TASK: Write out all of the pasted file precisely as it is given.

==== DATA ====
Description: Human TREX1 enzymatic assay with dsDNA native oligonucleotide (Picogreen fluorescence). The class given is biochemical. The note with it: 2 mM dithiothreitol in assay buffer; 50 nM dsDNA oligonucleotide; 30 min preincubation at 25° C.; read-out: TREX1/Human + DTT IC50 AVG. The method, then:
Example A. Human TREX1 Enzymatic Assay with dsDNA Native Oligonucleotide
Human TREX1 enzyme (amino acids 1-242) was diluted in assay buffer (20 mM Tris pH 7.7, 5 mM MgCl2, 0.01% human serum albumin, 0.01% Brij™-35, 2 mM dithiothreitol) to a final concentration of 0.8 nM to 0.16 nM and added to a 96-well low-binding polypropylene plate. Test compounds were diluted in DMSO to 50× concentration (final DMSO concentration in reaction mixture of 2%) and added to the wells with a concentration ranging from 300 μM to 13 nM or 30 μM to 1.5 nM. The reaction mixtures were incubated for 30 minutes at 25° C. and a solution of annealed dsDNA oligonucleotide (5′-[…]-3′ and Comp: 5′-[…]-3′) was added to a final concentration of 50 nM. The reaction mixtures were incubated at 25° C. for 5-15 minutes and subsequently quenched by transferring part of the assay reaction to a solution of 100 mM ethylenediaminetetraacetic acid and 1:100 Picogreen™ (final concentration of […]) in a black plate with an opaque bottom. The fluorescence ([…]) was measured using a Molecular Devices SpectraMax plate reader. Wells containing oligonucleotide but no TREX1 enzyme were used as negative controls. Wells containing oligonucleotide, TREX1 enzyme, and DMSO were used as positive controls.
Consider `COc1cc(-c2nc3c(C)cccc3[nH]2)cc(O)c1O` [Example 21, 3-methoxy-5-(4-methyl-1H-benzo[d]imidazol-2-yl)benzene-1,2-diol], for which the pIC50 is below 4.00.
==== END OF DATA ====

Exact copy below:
Description: Human TREX1 enzymatic assay with dsDNA native oligonucleotide (Picogreen fluorescence). The class given is biochemical. The note with it: 2 mM dithiothreitol in assay buffer; 50 nM dsDNA oligonucleotide; 30 min preincubation at 25° C.; read-out: TREX1/Human + DTT IC50 AVG. The method, then:
Example A. Human TREX1 Enzymatic Assay with dsDNA Native Oligonucleotide
Human TREX1 enzyme (amino acids 1-242) was diluted in assay buffer (20 mM Tris pH 7.7, 5 mM MgCl2, 0.01% human serum albumin, 0.01% Brij™-35, 2 mM dithiothreitol) to a final concentration of 0.8 nM to 0.16 nM and added to a 96-well low-binding polypropylene plate. Test compounds were diluted in DMSO to 50× concentration (final DMSO concentration in reaction mixture of 2%) and added to the wells with a concentration ranging from 300 μM to 13 nM or 30 μM to 1.5 nM. The reaction mixtures were incubated for 30 minutes at 25° C. and a solution of annealed dsDNA oligonucleotide (5′-[…]-3′ and Comp: 5′-[…]-3′) was added to a final concentration of 50 nM. The reaction mixtures were incubated at 25° C. for 5-15 minutes and subsequently quenched by transferring part of the assay reaction to a solution of 100 mM ethylenediaminetetraacetic acid and 1:100 Picogreen™ (final concentration of […]) in a black plate with an opaque bottom. The fluorescence ([…]) was measured using a Molecular Devices SpectraMax plate reader. Wells containing oligonucleotide but no TREX1 enzyme were used as negative controls. Wells containing oligonucleotide, TREX1 enzyme, and DMSO were used as positive controls.
Consider `COc1cc(-c2nc3c(C)cccc3[nH]2)cc(O)c1O` [Example 21, 3-methoxy-5-(4-methyl-1H-benzo[d]imidazol-2-yl)benzene-1,2-diol], for which the pIC50 is below 4.00.